10 Argyle St, WC1H 8EG
This ambitious transformation of the former Camden Town Hall Annexe, a 1974 Brutalist structure, into a landmark hotel was achieved through the restoration of the original concrete façade and the addition of three striking storeys.
King's Cross St. Pancras, Euston
King's Cross, Euston
10, 17, 30, 45, 46, 59, 63, 73, 91, 205, 214, 259, 390, 476
A wheelchair accessible tour can be provided on request. This is a walking tour that will last approximately 1 hour.
The Standard, London is the result of a bold transformation of the former 1970s Camden Town Hall Annexe envisioned by Orms and Crosstree Real Estate Partners in collaboration with interior designers Shawn Hausman Design and interior architects Archer Humphryes.
Orms’ proposal to reuse, adapt, and extend the existing Brutalist structure has completely transformed the perception of the building, allowing for its new use as a destination hotel.
Set in London’s thriving King’s Cross neighbourhood, the 1974 Brutalist building has been meticulously restored and sets the perfect stage for The Standard brand’s first hotel outside America. The Standard, London was created with design and culture as its core featuring a strong aesthetic throughout plus a rich cultural programme offering eclectic talks, a vibrant music offering and innovative food and beverage outlets.
Orms’ conceptual design was led by the audacious idea of opting for renovation of the existing building over demolition which has remarkable impact on the building’s carbon emissions. To adopt its new function, Orms designed a contrasting new steel and glass three-storey extension. The top floor is served by a striking red colour external shuttle lift which glides up the north face of the building opposite Renaissance St Pancras Hotel.
Its re-designed façade entrance points and a reinstated public garden provide a tranquil escape from the bustle of Euston Road in addition to a new, permanent east-west route for pedestrians and cyclists.
The resulting hotel offers a myriad of facilities including a Library Lounge, which pays respect to the original use of the space that the team inherited – designed to bring a tactile quality and to spark conversations between people.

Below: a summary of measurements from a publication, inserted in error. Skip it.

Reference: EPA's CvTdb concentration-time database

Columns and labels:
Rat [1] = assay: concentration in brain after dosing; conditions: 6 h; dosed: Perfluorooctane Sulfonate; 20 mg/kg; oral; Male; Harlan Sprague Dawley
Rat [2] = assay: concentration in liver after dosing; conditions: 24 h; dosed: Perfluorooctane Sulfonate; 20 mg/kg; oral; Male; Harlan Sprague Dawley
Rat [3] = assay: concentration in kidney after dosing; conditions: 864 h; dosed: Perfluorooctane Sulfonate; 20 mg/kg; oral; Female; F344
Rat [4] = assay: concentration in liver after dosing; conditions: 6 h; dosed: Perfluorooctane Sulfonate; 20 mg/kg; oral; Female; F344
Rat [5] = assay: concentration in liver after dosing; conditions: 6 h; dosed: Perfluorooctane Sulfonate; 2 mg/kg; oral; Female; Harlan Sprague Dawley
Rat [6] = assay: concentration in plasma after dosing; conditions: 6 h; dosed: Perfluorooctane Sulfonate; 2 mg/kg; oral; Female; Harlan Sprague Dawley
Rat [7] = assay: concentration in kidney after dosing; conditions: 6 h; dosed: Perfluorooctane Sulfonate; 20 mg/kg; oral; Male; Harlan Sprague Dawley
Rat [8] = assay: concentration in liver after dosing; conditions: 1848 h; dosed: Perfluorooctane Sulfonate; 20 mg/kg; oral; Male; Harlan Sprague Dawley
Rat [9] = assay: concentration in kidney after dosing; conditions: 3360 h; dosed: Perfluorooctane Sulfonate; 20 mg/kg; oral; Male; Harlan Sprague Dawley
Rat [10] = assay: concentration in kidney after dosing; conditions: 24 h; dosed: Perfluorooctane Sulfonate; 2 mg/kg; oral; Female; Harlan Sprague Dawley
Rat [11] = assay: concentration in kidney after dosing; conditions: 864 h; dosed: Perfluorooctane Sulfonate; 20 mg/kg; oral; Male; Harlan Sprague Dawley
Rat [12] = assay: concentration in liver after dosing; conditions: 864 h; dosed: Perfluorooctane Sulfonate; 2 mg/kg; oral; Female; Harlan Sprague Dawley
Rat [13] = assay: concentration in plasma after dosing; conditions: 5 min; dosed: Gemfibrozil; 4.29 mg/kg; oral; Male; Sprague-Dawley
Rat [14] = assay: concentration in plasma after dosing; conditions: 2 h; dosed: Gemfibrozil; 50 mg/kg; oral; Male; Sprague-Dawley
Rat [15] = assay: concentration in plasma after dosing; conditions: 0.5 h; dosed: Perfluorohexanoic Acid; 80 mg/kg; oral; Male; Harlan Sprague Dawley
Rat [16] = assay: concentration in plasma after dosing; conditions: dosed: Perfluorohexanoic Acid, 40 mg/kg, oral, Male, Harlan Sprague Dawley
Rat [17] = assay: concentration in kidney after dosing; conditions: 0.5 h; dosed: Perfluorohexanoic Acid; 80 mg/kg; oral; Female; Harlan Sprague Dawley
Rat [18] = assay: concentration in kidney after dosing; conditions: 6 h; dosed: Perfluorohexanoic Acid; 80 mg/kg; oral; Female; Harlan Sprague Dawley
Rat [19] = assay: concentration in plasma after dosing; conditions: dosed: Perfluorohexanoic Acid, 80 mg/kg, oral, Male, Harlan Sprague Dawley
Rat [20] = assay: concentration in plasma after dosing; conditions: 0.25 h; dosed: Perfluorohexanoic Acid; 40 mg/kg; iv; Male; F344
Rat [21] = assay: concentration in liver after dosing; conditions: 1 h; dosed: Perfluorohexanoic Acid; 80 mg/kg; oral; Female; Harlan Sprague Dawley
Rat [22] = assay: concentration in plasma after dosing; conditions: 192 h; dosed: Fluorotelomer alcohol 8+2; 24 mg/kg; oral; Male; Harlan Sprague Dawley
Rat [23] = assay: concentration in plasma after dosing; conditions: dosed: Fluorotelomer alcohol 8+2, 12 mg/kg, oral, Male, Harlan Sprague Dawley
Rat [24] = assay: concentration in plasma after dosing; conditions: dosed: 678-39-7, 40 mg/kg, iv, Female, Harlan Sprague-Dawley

Informed and inspired by Camden’s history, from politics, intellectuals and punk rock bands to the mischievous underbelly of King’s Cross, The Standard, London pays homage to both its location and the building while recognising the remarkable transformation taking hold of the neighbourhood.
The conversion from offices to a contemporary boutique hotel was developed by retaining and cleaning the original brutalist concrete frame. The original tinted-windows in their distinct rounded rectangular frames were then replaced with clear glass, and on the building corners, rounded panes with high-grade acoustic specification were inserted to combat noise from the busy roads below.
The façade’s existing precast concrete panels formed an integral part of the building’s structure and so could not be removed or altered without significant structural remodelling, so separating the annexe from the neo-classical Town Hall was entrusted by Orms to convert the former Camden council offices into a shell and core suitable for premium hospitality facilities.
To do this Orms had to remove the stair core and the concrete plant enclosure at roof level that joined the Annexe and Camden Town Hall together and allowed access but blocked important views through Tonbridge Walk to St Pancras and beyond. By removing, Orms allowed the sculptural mass of the building to be expressed as a stand-alone building for the first time. However, removal of the core also meant that the building’s stability was partly reduced, and so the architects used the addition of new internal goods lift core and a shear wall to re-stabilise the building.
To create the rooftop extension PVD coated stainless cladding was used and deliberately angled to form a solid, sculpted roof element, catching the light differently throughout the day to create a constantly changing display. On the 8th floor, facades constructed in timber and glass allow the interior materials of the bedrooms to ‘flow out’ onto their private terrace which feature outside baths. Above these the 9th and 10th floor bays cantilever out – to match the profile of the existing building below – to host the new restaurant and bar, and a roof terrace above. Orms designed dramatic 4.6m floor to ceiling heights on the top level, maximising the views to St Pancras and Kings Cross to the north and the city, and West End to the south. The top floor is served by a dedicated external shuttle lift which glides up the north face of the building opposite St Pancras. Its red colour – chosen by Shawn Hausman Design and based on the iconic London bus – and rounded form gives the building an additional striking feature on its public face.